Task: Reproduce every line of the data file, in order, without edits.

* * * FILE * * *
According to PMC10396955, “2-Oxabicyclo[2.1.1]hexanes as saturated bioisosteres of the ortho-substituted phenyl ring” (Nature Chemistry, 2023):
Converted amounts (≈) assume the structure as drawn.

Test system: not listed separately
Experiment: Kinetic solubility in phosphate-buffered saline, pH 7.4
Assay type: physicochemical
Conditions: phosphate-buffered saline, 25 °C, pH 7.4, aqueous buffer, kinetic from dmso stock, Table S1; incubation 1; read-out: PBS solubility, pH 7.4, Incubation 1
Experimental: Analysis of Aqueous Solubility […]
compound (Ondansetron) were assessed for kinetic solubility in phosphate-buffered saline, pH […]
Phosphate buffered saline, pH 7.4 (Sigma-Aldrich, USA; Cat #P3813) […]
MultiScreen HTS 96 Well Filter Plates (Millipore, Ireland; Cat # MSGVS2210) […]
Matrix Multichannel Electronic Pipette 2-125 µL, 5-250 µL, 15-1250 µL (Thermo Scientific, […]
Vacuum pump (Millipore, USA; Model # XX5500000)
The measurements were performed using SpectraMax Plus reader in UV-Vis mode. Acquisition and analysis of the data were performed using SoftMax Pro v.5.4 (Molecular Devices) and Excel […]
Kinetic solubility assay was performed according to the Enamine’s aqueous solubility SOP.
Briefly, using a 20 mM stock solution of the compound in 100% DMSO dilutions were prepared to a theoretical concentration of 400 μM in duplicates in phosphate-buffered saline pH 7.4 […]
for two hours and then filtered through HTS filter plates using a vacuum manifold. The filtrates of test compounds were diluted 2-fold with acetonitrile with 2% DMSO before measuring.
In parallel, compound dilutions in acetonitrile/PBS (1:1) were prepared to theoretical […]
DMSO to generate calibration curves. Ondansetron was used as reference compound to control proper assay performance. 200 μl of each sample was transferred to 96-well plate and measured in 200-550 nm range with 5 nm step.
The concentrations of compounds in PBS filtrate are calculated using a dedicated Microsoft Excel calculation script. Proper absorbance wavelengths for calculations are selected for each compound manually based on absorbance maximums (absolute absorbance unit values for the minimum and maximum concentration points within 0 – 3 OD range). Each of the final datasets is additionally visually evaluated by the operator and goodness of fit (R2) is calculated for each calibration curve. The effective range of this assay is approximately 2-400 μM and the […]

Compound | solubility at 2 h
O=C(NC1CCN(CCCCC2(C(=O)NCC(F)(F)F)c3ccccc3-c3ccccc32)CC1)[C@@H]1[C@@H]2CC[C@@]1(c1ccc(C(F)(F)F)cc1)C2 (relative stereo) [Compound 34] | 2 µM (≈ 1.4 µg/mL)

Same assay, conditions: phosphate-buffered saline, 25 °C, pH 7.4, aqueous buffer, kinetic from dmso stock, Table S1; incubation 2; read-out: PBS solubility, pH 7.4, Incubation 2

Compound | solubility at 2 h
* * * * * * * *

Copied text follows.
According to PMC10396955, “2-Oxabicyclo[2.1.1]hexanes as saturated bioisosteres of the ortho-substituted phenyl ring” (Nature Chemistry, 2023):
Converted amounts (≈) assume the structure as drawn.

Test system: not listed separately
Experiment: Kinetic solubility in phosphate-buffered saline, pH 7.4
Assay type: physicochemical
Conditions: phosphate-buffered saline, 25 °C, pH 7.4, aqueous buffer, kinetic from dmso stock, Table S1; incubation 1; read-out: PBS solubility, pH 7.4, Incubation 1
Experimental: Analysis of Aqueous Solubility […]
compound (Ondansetron) were assessed for kinetic solubility in phosphate-buffered saline, pH […]
Phosphate buffered saline, pH 7.4 (Sigma-Aldrich, USA; Cat #P3813) […]
MultiScreen HTS 96 Well Filter Plates (Millipore, Ireland; Cat # MSGVS2210) […]
Matrix Multichannel Electronic Pipette 2-125 µL, 5-250 µL, 15-1250 µL (Thermo Scientific, […]
Vacuum pump (Millipore, USA; Model # XX5500000)
The measurements were performed using SpectraMax Plus reader in UV-Vis mode. Acquisition and analysis of the data were performed using SoftMax Pro v.5.4 (Molecular Devices) and Excel […]
Kinetic solubility assay was performed according to the Enamine’s aqueous solubility SOP.
Briefly, using a 20 mM stock solution of the compound in 100% DMSO dilutions were prepared to a theoretical concentration of 400 μM in duplicates in phosphate-buffered saline pH 7.4 […]
for two hours and then filtered through HTS filter plates using a vacuum manifold. The filtrates of test compounds were diluted 2-fold with acetonitrile with 2% DMSO before measuring.
In parallel, compound dilutions in acetonitrile/PBS (1:1) were prepared to theoretical […]
DMSO to generate calibration curves. Ondansetron was used as reference compound to control proper assay performance. 200 μl of each sample was transferred to 96-well plate and measured in 200-550 nm range with 5 nm step.
The concentrations of compounds in PBS filtrate are calculated using a dedicated Microsoft Excel calculation script. Proper absorbance wavelengths for calculations are selected for each compound manually based on absorbance maximums (absolute absorbance unit values for the minimum and maximum concentration points within 0 – 3 OD range). Each of the final datasets is additionally visually evaluated by the operator and goodness of fit (R2) is calculated for each calibration curve. The effective range of this assay is approximately 2-400 μM and the […]

Compound | solubility at 2 h
O=C(NC1CCN(CCCCC2(C(=O)NCC(F)(F)F)c3ccccc3-c3ccccc32)CC1)[C@@H]1[C@@H]2CC[C@@]1(c1ccc(C(F)(F)F)cc1)C2 (relative stereo) [Compound 34] | 2 µM (≈ 1.4 µg/mL)

Same assay, conditions: phosphate-buffered saline, 25 °C, pH 7.4, aqueous buffer, kinetic from dmso stock, Table S1; incubation 2; read-out: PBS solubility, pH 7.4, Incubation 2

Compound | solubility at 2 h